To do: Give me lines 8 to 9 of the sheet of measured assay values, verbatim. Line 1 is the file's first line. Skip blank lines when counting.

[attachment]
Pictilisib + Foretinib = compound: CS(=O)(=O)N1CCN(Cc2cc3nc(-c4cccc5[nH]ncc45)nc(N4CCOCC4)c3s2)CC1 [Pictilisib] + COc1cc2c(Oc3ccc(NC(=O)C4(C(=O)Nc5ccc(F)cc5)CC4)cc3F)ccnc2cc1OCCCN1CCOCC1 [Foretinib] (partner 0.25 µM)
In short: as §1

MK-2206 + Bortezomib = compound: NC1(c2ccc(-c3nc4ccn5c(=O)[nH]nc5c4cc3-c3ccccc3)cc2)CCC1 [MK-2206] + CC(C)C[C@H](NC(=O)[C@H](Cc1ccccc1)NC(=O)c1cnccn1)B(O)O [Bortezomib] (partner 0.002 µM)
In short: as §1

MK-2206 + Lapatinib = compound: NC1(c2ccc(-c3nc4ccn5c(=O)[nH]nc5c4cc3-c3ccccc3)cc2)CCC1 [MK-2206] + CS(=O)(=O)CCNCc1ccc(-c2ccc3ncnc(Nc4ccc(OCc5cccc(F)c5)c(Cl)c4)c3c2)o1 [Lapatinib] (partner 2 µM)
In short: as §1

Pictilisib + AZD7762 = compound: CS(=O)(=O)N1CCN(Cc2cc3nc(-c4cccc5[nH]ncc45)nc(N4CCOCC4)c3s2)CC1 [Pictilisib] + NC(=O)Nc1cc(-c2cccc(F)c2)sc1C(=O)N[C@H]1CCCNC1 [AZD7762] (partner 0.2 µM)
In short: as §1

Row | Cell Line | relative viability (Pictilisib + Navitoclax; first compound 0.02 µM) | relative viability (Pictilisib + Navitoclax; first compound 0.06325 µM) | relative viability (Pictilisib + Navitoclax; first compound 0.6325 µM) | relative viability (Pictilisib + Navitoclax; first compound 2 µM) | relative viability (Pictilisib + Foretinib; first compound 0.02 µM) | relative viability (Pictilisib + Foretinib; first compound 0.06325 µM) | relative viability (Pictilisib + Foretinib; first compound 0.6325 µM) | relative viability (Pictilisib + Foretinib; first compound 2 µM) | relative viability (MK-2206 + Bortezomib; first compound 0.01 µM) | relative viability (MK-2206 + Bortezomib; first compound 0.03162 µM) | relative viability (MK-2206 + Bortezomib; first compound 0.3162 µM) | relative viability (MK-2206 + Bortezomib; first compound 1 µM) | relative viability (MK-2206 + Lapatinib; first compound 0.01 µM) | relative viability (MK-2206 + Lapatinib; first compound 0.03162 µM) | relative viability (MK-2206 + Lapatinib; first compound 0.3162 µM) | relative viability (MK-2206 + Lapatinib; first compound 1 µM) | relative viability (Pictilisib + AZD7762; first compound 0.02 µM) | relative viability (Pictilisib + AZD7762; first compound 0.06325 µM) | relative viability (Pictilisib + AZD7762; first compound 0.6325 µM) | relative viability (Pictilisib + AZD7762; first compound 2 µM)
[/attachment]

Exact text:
In short: as §1

Row | Cell Line | relative viability (Pictilisib + Navitoclax; first compound 0.02 µM) | relative viability (Pictilisib + Navitoclax; first compound 0.06325 µM) | relative viability (Pictilisib + Navitoclax; first compound 0.6325 µM) | relative viability (Pictilisib + Navitoclax; first compound 2 µM) | relative viability (Pictilisib + Foretinib; first compound 0.02 µM) | relative viability (Pictilisib + Foretinib; first compound 0.06325 µM) | relative viability (Pictilisib + Foretinib; first compound 0.6325 µM) | relative viability (Pictilisib + Foretinib; first compound 2 µM) | relative viability (MK-2206 + Bortezomib; first compound 0.01 µM) | relative viability (MK-2206 + Bortezomib; first compound 0.03162 µM) | relative viability (MK-2206 + Bortezomib; first compound 0.3162 µM) | relative viability (MK-2206 + Bortezomib; first compound 1 µM) | relative viability (MK-2206 + Lapatinib; first compound 0.01 µM) | relative viability (MK-2206 + Lapatinib; first compound 0.03162 µM) | relative viability (MK-2206 + Lapatinib; first compound 0.3162 µM) | relative viability (MK-2206 + Lapatinib; first compound 1 µM) | relative viability (Pictilisib + AZD7762; first compound 0.02 µM) | relative viability (Pictilisib + AZD7762; first compound 0.06325 µM) | relative viability (Pictilisib + AZD7762; first compound 0.6325 µM) | relative viability (Pictilisib + AZD7762; first compound 2 µM)